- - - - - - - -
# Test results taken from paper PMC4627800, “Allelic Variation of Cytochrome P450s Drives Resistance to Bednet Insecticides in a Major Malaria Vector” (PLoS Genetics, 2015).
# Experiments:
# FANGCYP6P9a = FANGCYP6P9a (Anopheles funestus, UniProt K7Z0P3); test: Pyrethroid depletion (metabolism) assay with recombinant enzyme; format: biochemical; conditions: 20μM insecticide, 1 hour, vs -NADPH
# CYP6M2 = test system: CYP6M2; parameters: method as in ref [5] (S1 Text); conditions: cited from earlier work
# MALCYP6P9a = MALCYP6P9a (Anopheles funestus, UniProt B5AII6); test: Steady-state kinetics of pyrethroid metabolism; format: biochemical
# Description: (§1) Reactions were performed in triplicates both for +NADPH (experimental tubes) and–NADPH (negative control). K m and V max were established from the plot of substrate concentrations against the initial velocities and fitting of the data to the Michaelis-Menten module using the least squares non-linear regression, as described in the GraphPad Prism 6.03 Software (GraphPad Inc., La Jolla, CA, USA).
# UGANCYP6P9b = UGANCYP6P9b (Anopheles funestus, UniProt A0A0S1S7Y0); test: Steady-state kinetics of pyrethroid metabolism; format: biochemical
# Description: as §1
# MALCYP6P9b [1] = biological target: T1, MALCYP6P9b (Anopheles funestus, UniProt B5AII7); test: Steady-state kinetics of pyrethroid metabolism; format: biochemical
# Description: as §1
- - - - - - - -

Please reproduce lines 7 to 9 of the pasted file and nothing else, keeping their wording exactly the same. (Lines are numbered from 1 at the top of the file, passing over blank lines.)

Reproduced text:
# UGANCYP6P9b = UGANCYP6P9b (Anopheles funestus, UniProt A0A0S1S7Y0); test: Steady-state kinetics of pyrethroid metabolism; format: biochemical
# Description: as §1
# MALCYP6P9b [1] = biological target: T1, MALCYP6P9b (Anopheles funestus, UniProt B5AII7); test: Steady-state kinetics of pyrethroid metabolism; format: biochemical